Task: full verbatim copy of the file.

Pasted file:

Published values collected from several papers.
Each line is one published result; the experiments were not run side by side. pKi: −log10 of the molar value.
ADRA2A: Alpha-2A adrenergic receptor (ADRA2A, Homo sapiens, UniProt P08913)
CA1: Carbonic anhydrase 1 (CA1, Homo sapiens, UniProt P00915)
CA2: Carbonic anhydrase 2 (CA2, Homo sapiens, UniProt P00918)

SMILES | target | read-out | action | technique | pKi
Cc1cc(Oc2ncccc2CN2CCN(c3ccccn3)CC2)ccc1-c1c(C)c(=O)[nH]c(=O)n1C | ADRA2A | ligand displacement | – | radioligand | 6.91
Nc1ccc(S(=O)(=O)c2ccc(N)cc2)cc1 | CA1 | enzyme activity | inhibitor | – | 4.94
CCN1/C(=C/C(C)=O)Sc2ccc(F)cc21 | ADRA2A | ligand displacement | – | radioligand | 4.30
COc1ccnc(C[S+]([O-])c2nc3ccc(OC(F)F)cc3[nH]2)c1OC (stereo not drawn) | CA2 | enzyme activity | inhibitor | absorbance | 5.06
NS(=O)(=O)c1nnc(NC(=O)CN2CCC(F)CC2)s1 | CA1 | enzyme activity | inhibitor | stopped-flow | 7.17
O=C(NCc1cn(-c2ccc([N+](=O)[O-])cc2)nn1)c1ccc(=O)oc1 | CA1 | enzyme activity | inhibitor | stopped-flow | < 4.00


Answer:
Published values collected from several papers.
Each line is one published result; the experiments were not run side by side. pKi: −log10 of the molar value.
ADRA2A: Alpha-2A adrenergic receptor (ADRA2A, Homo sapiens, UniProt P08913)
CA1: Carbonic anhydrase 1 (CA1, Homo sapiens, UniProt P00915)
CA2: Carbonic anhydrase 2 (CA2, Homo sapiens, UniProt P00918)

SMILES | target | read-out | action | technique | pKi
Cc1cc(Oc2ncccc2CN2CCN(c3ccccn3)CC2)ccc1-c1c(C)c(=O)[nH]c(=O)n1C | ADRA2A | ligand displacement | – | radioligand | 6.91
Nc1ccc(S(=O)(=O)c2ccc(N)cc2)cc1 | CA1 | enzyme activity | inhibitor | – | 4.94
CCN1/C(=C/C(C)=O)Sc2ccc(F)cc21 | ADRA2A | ligand displacement | – | radioligand | 4.30
COc1ccnc(C[S+]([O-])c2nc3ccc(OC(F)F)cc3[nH]2)c1OC (stereo not drawn) | CA2 | enzyme activity | inhibitor | absorbance | 5.06
NS(=O)(=O)c1nnc(NC(=O)CN2CCC(F)CC2)s1 | CA1 | enzyme activity | inhibitor | stopped-flow | 7.17
O=C(NCc1cn(-c2ccc([N+](=O)[O-])cc2)nn1)c1ccc(=O)oc1 | CA1 | enzyme activity | inhibitor | stopped-flow | < 4.00